You can quickly see the relationship between net growth rate and withdrawal rate. To go back to our earlier example, let’s say you have a $1,000,000 portfolio and expect a 7 percent growth rate, which after inflation, fees, taxes, etc. is a net 2.5 percent rate of return. You could take as much as $60,000 a year out if you are a 65-year-old male and be reasonably certain that it will last for your lifetime (estimated mortality for a 65-year-old male is about 18 years and 20 years for a female of the same age). There are more factors that should be considered, of course, such as the age of your beneficiaries (spouse, children, etc.), life insurance owned, etc., and that’s why a complete financial plan is invaluable to make sure no stone is unturned when making such important decisions.

The bottom line is that these simple ideas can at least get you started thinking, and maybe give you a little guidance in conversations with your financial advisor. And remember, sometimes small adjustments can have a big impact. Kind of like tools in the world of financial planning – sometimes the simpler tools and concepts are the most effective.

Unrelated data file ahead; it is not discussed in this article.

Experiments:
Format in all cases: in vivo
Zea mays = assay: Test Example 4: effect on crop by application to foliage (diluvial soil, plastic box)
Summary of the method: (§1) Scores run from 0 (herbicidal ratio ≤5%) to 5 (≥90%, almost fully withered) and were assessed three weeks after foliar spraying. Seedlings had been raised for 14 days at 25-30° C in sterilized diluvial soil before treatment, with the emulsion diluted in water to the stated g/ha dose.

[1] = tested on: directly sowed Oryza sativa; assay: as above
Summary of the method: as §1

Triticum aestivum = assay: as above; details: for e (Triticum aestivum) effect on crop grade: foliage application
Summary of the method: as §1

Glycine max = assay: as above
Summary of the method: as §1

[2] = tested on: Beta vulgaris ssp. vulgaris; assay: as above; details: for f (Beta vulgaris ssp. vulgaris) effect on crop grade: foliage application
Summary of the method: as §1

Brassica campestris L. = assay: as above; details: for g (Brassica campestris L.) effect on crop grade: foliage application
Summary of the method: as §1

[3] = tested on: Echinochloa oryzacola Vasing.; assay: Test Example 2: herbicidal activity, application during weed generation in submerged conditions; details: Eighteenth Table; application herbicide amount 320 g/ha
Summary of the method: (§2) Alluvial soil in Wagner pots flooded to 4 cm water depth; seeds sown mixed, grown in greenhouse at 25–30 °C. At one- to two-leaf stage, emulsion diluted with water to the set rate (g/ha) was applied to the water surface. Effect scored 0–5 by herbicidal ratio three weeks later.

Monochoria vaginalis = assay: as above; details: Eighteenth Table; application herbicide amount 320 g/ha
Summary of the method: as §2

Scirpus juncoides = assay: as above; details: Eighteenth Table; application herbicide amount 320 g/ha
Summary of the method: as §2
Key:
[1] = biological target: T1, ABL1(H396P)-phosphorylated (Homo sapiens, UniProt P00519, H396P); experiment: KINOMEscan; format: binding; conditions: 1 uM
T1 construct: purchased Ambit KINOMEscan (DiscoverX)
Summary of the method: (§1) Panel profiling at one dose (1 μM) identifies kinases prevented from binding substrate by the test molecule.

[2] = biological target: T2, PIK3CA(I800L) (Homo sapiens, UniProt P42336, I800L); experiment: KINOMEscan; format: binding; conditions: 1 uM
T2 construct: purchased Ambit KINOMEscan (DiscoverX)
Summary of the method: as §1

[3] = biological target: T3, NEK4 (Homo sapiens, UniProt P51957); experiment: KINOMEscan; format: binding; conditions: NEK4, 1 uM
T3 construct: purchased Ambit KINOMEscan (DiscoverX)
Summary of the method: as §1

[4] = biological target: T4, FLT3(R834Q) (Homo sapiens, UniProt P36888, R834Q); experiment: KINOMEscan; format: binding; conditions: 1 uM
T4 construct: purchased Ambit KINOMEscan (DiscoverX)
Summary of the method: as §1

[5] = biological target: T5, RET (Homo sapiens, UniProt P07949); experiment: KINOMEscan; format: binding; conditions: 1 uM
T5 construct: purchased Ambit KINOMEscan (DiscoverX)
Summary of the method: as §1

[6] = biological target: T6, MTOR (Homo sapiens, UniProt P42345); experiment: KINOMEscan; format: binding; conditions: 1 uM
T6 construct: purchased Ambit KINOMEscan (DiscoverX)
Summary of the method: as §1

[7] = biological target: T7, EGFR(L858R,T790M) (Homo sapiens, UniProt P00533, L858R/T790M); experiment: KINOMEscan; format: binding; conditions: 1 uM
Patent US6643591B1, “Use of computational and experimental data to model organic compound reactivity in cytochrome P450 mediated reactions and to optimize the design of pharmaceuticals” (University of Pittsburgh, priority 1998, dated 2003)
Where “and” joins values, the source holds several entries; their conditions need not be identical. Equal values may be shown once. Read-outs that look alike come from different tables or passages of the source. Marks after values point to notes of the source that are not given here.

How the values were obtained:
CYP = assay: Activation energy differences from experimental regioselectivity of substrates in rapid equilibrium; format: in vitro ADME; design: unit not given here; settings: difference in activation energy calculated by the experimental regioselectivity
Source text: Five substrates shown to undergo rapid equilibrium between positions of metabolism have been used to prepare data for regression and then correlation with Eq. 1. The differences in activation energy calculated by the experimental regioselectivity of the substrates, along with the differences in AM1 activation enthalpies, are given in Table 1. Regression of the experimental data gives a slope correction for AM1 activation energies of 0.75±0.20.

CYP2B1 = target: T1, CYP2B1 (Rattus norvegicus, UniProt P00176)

Put Some Tools to Work on Your Own

Just as your financial advisor will use tools to help you make sure your money lasts in retirement, you can do the same. If you’re struggling with the calculation above, or if you would just like a simple retirement calculator, these tools may help you. If you are currently retired, see how long your savings could last; or if you are planning to retire soon, learn how long your money may last in retirement.

Once you’ve done a good job of making sure your money lasts, you’ll be able to enjoy the retirement you’ve always dreamed of. Then, you’ll need to make sure you have plans for your legacy and begin to think about who’s going to receive your assets.

By Doug Kinsey, Copyright 2016 Kiplinger Washington Editors

Registered representatives offer securities through Mutual of Omaha Investor Services, Inc.  Member FINRA/SIPC. Investment advisor representatives offer advisory services through Mutual of Omaha Investor Services, Inc.